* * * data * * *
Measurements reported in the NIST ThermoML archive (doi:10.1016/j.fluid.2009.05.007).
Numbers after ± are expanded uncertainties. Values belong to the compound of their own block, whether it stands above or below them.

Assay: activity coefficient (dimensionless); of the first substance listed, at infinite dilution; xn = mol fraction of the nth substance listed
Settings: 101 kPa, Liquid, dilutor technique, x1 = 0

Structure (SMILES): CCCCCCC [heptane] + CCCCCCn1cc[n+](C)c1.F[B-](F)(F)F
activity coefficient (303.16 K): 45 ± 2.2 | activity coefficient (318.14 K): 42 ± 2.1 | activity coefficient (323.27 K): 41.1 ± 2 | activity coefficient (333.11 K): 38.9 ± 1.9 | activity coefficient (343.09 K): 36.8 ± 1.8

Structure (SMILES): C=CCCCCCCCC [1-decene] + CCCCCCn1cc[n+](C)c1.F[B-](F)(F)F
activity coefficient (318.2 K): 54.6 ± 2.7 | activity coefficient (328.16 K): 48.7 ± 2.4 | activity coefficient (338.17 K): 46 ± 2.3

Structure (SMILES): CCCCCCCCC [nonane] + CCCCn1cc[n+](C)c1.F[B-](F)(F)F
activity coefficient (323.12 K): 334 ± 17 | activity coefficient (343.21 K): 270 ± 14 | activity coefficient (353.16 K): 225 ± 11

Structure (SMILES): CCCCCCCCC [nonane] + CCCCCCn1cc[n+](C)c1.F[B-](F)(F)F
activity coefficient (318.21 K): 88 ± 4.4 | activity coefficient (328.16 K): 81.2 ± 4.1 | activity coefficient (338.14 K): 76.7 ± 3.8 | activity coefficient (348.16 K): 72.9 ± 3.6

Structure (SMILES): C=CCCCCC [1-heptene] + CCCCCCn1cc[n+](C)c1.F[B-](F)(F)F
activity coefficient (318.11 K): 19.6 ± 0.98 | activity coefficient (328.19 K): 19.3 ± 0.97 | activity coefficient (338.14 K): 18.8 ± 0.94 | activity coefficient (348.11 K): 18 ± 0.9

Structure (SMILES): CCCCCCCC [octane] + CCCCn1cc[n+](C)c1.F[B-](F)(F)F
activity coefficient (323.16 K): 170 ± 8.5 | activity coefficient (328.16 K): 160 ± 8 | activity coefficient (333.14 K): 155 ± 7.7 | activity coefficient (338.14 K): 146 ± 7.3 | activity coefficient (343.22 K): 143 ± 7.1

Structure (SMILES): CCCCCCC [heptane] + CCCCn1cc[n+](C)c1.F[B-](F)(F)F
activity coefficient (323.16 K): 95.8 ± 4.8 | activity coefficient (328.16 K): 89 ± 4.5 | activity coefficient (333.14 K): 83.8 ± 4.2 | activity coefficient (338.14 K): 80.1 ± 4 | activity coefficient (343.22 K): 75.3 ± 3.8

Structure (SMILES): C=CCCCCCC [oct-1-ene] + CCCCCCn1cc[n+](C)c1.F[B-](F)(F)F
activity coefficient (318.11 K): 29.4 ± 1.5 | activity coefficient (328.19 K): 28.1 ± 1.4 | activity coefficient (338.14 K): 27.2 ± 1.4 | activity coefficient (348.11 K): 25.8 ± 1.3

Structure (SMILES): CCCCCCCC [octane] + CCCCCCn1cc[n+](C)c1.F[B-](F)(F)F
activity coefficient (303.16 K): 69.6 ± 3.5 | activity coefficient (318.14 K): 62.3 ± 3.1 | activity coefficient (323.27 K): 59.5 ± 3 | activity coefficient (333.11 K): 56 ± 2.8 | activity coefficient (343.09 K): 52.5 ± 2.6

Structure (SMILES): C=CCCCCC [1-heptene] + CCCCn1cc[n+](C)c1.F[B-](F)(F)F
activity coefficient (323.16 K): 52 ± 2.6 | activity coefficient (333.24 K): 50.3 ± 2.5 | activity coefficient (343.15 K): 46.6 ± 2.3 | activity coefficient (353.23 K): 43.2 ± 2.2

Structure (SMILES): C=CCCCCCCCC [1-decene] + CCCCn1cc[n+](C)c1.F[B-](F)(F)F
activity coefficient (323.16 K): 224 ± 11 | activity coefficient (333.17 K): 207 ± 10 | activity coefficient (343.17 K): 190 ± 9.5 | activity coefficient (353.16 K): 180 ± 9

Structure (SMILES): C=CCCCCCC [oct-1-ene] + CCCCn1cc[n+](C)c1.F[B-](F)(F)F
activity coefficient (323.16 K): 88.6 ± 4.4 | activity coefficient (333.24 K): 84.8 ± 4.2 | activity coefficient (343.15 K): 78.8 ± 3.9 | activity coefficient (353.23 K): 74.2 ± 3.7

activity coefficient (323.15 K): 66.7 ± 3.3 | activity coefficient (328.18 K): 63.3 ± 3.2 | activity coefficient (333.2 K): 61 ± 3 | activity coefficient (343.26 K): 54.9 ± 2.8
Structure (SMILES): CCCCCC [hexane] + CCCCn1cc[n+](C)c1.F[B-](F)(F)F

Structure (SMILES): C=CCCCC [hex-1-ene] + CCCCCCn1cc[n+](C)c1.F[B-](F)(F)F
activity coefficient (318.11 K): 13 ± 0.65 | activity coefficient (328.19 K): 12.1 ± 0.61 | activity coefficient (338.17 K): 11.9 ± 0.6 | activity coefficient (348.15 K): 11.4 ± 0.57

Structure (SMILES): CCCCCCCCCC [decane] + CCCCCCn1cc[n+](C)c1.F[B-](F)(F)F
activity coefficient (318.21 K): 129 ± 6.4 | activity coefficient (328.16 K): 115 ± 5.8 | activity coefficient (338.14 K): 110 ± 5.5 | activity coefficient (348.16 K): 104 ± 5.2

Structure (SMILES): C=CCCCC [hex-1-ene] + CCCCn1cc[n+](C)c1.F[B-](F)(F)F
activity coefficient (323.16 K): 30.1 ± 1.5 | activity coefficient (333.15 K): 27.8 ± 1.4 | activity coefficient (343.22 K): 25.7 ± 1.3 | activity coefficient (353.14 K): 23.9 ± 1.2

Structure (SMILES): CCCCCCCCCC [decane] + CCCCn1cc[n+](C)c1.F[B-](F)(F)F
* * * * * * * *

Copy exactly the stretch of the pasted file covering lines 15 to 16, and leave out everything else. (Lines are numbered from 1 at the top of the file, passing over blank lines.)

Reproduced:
Structure (SMILES): CCCCCCCC [octane] + CCCCn1cc[n+](C)c1.F[B-](F)(F)F
activity coefficient (323.16 K): 170 ± 8.5 | activity coefficient (328.16 K): 160 ± 8 | activity coefficient (333.14 K): 155 ± 7.7 | activity coefficient (338.14 K): 146 ± 7.3 | activity coefficient (343.22 K): 143 ± 7.1